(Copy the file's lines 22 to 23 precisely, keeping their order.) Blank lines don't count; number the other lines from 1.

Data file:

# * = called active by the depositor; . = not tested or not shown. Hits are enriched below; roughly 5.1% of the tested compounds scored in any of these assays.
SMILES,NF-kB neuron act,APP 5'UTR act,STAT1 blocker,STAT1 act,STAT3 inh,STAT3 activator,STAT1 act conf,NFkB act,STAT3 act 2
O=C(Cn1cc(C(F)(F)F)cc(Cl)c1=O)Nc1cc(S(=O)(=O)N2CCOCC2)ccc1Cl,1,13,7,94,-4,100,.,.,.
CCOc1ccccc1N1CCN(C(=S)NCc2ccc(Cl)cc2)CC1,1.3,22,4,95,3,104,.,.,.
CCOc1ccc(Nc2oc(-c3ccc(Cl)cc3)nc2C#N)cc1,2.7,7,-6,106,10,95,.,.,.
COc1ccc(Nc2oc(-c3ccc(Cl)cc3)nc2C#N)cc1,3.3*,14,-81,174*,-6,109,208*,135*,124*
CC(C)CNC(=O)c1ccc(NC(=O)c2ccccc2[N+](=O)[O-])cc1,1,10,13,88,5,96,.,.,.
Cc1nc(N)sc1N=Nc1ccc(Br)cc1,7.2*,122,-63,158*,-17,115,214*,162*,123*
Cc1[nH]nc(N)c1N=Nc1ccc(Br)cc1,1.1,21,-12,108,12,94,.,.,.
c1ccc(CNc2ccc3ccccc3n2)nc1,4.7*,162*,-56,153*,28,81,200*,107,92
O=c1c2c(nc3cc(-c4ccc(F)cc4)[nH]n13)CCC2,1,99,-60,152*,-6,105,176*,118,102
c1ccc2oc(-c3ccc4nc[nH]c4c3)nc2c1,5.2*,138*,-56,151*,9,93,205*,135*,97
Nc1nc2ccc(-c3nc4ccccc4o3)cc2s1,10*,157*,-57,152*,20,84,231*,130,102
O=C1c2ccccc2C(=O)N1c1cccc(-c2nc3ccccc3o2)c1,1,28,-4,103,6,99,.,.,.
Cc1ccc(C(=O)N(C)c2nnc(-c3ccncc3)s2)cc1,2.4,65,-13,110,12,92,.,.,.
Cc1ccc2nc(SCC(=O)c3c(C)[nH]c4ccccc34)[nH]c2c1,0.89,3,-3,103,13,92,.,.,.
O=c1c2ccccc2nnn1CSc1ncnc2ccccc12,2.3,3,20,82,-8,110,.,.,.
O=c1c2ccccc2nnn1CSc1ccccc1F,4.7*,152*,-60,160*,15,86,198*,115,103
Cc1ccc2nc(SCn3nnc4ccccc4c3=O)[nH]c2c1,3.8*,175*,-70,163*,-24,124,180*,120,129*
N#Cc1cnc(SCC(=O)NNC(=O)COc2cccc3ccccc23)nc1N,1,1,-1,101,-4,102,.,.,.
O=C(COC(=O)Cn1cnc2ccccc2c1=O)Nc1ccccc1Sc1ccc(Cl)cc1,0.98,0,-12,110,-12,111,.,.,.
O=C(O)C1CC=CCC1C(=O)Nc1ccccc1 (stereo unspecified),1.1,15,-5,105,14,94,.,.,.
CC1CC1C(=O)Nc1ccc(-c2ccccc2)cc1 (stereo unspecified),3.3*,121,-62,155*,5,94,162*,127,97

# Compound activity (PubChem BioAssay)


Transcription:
O=C(O)C1CC=CCC1C(=O)Nc1ccccc1 (stereo unspecified),1.1,15,-5,105,14,94,.,.,.
CC1CC1C(=O)Nc1ccc(-c2ccccc2)cc1 (stereo unspecified),3.3*,121,-62,155*,5,94,162*,127,97